The Student News Site of Great Neck North High School

Guide Post

The Student News Site of Great Neck North High School

Guide Post

The Student News Site of Great Neck North High School

Guide Post

New York Times Trends

Millions of people around the world play New York Times games every day. NYT games have continued to grow and change, keeping their offerings fresh and engaging.

Although most of us no longer open up newspapers, New York Times games have remained a part of much of society’s ritual.

“I look forward to the New York Times games every morning”, said sophomore Mia Malhotra.

The New York Times Newspaper Crossword Puzzle (Credit: New York Times).

The New York Times has a rich history of providing intellectual entertainment through its games, beginning with the introduction of its crossword puzzle in 1942. The New York Times first brought their games online in 1996, starting with their iconic crossword puzzle. However, in 2014, NYT significantly invested in its digital games division, hiring dedicated staff, and launching new games like the daily mini crossword. The acquisition of popular games like Spelling Bee and Wordle in subsequent years helped to cement its position as a leader in digital puzzles and games.

Wordle and all other NYT games can be played in their games app (Credit: New York Times).

Created by Josh Wardle, Wordle quickly gained a massive following. The game’s viral success was so significant that The New York Times acquired it in January 2022, adding it to its growing portfolio of beloved games. A new word challenge was released daily, captivating the internet. The game rapidly received success and the spotlight.

Not only are NYT games fun, but they are also a way to foster connections. Many people find joy in playing these games with friends and sharing their results with others. With Wordle for example, players eagerly await each day’s new word, and then share their scores and strategies with friends and on social media. The game Connections has had a similar effect.

“Every day in class, my friends and I send each other our stats of how many tries it would take us to complete the Wordle or the Connections, all competing to do better than the day before, and complaining when the words are unheard of or too hard,” said sophomore Lea Eshaghoff.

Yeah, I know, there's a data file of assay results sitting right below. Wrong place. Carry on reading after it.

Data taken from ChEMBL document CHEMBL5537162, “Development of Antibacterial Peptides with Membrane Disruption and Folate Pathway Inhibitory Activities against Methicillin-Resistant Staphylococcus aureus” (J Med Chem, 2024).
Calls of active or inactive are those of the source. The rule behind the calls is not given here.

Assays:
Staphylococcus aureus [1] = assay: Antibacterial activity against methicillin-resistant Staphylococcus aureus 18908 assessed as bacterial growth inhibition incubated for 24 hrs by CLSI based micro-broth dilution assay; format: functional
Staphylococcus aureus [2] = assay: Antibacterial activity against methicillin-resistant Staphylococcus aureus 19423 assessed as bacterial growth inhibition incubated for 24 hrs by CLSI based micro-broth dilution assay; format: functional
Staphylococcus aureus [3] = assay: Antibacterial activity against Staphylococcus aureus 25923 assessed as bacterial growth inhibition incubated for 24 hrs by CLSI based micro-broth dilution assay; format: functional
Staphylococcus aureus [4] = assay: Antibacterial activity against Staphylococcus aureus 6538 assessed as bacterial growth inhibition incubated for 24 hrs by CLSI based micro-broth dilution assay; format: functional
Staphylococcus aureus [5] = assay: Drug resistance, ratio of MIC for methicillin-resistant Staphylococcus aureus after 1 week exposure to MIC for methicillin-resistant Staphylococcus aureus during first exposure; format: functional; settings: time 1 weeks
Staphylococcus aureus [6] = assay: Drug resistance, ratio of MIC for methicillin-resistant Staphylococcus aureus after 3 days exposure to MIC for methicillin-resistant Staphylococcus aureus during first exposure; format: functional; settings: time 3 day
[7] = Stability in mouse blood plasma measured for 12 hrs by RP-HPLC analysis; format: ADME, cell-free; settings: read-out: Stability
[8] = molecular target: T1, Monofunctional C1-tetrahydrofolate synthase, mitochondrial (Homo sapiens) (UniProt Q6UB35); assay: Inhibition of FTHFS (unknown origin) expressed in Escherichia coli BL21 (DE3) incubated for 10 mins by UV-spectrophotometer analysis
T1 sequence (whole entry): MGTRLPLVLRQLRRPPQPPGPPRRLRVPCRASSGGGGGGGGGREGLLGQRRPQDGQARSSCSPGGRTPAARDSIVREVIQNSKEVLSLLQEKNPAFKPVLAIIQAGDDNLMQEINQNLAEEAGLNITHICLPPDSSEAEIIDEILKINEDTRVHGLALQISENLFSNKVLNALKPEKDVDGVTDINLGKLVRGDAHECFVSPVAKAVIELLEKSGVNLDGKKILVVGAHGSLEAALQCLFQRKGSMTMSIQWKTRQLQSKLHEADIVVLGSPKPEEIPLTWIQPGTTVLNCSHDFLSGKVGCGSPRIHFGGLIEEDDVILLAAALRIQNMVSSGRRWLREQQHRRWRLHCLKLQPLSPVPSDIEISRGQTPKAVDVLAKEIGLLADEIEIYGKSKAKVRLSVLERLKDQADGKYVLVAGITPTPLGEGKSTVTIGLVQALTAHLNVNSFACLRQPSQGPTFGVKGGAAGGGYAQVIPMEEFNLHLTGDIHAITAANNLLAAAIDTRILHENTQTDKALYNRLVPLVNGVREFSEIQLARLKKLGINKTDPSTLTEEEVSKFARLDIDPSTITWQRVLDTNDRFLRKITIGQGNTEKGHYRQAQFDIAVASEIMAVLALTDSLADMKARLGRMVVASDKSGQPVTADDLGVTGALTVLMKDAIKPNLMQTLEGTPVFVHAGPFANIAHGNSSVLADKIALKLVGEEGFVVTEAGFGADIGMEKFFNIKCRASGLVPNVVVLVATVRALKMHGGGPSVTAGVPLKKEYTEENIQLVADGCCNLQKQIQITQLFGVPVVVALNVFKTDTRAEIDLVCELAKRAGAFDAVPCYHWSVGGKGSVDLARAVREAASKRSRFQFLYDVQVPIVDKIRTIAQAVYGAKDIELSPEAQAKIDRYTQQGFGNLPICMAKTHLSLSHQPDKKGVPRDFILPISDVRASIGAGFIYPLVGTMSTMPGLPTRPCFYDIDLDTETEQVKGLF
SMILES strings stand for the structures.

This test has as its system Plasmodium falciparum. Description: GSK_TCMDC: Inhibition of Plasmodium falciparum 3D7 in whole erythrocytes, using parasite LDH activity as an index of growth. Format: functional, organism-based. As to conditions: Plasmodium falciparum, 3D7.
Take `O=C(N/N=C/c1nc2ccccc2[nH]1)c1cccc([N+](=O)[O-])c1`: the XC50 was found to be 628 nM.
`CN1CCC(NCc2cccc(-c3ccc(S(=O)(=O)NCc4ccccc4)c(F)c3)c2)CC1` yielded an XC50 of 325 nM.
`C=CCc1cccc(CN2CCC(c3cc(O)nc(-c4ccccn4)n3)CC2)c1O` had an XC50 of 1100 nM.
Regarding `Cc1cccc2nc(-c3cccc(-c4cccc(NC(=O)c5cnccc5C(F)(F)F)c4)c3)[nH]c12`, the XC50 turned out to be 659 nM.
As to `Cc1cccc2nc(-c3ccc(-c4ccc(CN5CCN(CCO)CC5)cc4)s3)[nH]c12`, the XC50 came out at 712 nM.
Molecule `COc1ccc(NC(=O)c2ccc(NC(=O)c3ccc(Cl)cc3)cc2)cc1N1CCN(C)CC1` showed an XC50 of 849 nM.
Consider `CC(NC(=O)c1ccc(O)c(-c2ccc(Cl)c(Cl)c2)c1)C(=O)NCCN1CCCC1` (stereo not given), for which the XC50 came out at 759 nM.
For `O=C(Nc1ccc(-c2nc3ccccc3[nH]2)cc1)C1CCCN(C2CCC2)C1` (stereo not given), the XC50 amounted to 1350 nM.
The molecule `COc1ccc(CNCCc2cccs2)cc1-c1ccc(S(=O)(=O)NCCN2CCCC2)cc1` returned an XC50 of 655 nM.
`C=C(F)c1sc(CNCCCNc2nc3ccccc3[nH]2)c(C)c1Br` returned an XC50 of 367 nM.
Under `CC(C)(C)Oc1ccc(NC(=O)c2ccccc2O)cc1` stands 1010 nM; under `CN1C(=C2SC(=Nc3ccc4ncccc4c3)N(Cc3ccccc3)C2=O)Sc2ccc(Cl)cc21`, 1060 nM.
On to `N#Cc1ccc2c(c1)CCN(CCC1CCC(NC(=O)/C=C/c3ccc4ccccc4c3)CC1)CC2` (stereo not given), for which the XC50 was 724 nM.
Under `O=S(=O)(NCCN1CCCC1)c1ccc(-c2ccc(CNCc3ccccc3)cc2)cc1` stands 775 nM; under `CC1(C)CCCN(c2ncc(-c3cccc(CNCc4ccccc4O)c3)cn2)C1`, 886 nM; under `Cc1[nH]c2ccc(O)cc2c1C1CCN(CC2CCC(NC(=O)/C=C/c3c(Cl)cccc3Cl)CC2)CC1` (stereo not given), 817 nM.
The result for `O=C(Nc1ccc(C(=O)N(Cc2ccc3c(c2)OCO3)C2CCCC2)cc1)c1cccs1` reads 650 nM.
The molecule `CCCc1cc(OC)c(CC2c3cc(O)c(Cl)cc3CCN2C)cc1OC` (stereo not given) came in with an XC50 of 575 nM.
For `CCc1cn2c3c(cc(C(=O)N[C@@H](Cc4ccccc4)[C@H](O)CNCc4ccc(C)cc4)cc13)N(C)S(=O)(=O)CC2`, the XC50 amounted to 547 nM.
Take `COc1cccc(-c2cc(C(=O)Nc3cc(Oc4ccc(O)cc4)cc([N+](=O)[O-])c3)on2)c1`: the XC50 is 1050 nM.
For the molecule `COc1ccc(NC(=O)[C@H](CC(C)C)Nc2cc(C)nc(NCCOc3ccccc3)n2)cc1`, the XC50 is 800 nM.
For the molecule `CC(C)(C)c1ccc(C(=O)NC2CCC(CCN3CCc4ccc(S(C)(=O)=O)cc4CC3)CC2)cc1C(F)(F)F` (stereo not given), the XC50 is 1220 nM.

This social element has transformed NYT games from being ‘just puzzles’ into something so much more.

There are so many fun games to choose from! (Credit: New York Times).

The New York Times currently offers a diverse collection of games, including The Crossword, The Mini Crossword, Spelling Bee, Wordle, Sudoku, KenKen, Vertex, Tiles, Letter Boxed, Connections, and Set. They are constantly adding new games and making improvements to enhance the experience of players. Each new game is thoughtfully designed to test different skills, ranging from vocabulary and spelling to logic and pattern recognition.

Just this March, Strands was introduced to the website. “Strands” is a word puzzle game where players are presented with a grid of letters and must locate words that connect adjacent letters to form threads. The goal is to find as many words as possible within a set time limit or until all possible words have been discovered.

In addition to The New York Times’ official games, there are many platforms inspired by their puzzles. One example is the trend of creating personalized versions of NYT-style games, such as crafting your own Connections puzzles.

Senior Tal Gavriel said, “My friends and I send each other our own connections and play them almost every day”.

Additionally, there are many variations of Wordle to play online, like Globle and Heardle. Globle is a geography-based game similar to Wordle, while Heardle puts a musical spin-based twist on Wordle.

The Connections Custom Puzzle Creator allows users to create custom puzzles based on the Connections NYT Daily Game (Credit:

There is something for everyone, whether you prefer quick daily challenges like Connections or more intricate puzzles like Vertex and Letter Boxed. I wonder what New York Times trend will be next!

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About the Contributor
Ella Shamash
Ella Shamash, Associate Editor
Ella Shamash is one of Guide Post’s associate editors. She is a passionate runner, and a part of NHS’s cross country and track teams. In addition, she actively participates in many clubs including being an officer for Key Club and entrepreneurship club, and participating in Letters for Rose. She is determined to accomplish anything she sets her mind to and strives for success. When she isn’t focused on school, she loves spending time with friends and family, working on her business, doing ceramics, going to the beach, and of course writing.  

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